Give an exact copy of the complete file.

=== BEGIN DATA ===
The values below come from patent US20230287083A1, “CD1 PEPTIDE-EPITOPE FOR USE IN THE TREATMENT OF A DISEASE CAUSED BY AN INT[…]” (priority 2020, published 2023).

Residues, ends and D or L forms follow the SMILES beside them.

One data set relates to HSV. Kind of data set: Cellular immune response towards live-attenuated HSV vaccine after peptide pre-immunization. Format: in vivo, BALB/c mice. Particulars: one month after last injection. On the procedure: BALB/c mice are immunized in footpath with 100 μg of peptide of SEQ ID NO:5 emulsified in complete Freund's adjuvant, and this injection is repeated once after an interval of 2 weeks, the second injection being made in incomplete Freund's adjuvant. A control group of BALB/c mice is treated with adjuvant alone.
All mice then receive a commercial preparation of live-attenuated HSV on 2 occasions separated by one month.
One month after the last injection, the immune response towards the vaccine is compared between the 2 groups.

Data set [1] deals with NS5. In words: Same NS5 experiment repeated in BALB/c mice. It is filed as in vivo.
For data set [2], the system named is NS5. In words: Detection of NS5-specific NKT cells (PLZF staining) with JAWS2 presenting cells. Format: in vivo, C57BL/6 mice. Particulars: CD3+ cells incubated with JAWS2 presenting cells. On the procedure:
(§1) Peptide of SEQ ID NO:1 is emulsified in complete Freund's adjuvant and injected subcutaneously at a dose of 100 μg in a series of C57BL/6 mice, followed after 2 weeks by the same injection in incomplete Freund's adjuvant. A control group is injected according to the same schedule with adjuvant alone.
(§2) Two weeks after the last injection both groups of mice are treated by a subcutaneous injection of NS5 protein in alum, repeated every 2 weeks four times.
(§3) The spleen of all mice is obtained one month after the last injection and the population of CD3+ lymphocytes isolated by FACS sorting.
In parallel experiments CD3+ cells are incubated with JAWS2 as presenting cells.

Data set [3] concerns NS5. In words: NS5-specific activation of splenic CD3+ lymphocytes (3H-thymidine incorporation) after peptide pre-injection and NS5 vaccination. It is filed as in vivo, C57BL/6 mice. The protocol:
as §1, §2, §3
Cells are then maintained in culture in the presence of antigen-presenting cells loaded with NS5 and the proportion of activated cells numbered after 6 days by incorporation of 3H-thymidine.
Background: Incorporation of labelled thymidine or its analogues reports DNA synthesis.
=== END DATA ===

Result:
The values below come from patent US20230287083A1, “CD1 PEPTIDE-EPITOPE FOR USE IN THE TREATMENT OF A DISEASE CAUSED BY AN INT[…]” (priority 2020, published 2023).

Residues, ends and D or L forms follow the SMILES beside them.

One data set relates to HSV. Kind of data set: Cellular immune response towards live-attenuated HSV vaccine after peptide pre-immunization. Format: in vivo, BALB/c mice. Particulars: one month after last injection. On the procedure: BALB/c mice are immunized in footpath with 100 μg of peptide of SEQ ID NO:5 emulsified in complete Freund's adjuvant, and this injection is repeated once after an interval of 2 weeks, the second injection being made in incomplete Freund's adjuvant. A control group of BALB/c mice is treated with adjuvant alone.
All mice then receive a commercial preparation of live-attenuated HSV on 2 occasions separated by one month.
One month after the last injection, the immune response towards the vaccine is compared between the 2 groups.

Data set [1] deals with NS5. In words: Same NS5 experiment repeated in BALB/c mice. It is filed as in vivo.
For data set [2], the system named is NS5. In words: Detection of NS5-specific NKT cells (PLZF staining) with JAWS2 presenting cells. Format: in vivo, C57BL/6 mice. Particulars: CD3+ cells incubated with JAWS2 presenting cells. On the procedure:
(§1) Peptide of SEQ ID NO:1 is emulsified in complete Freund's adjuvant and injected subcutaneously at a dose of 100 μg in a series of C57BL/6 mice, followed after 2 weeks by the same injection in incomplete Freund's adjuvant. A control group is injected according to the same schedule with adjuvant alone.
(§2) Two weeks after the last injection both groups of mice are treated by a subcutaneous injection of NS5 protein in alum, repeated every 2 weeks four times.
(§3) The spleen of all mice is obtained one month after the last injection and the population of CD3+ lymphocytes isolated by FACS sorting.
In parallel experiments CD3+ cells are incubated with JAWS2 as presenting cells.

Data set [3] concerns NS5. In words: NS5-specific activation of splenic CD3+ lymphocytes (3H-thymidine incorporation) after peptide pre-injection and NS5 vaccination. It is filed as in vivo, C57BL/6 mice. The protocol:
as §1, §2, §3
Cells are then maintained in culture in the presence of antigen-presenting cells loaded with NS5 and the proportion of activated cells numbered after 6 days by incorporation of 3H-thymidine.
Background: Incorporation of labelled thymidine or its analogues reports DNA synthesis.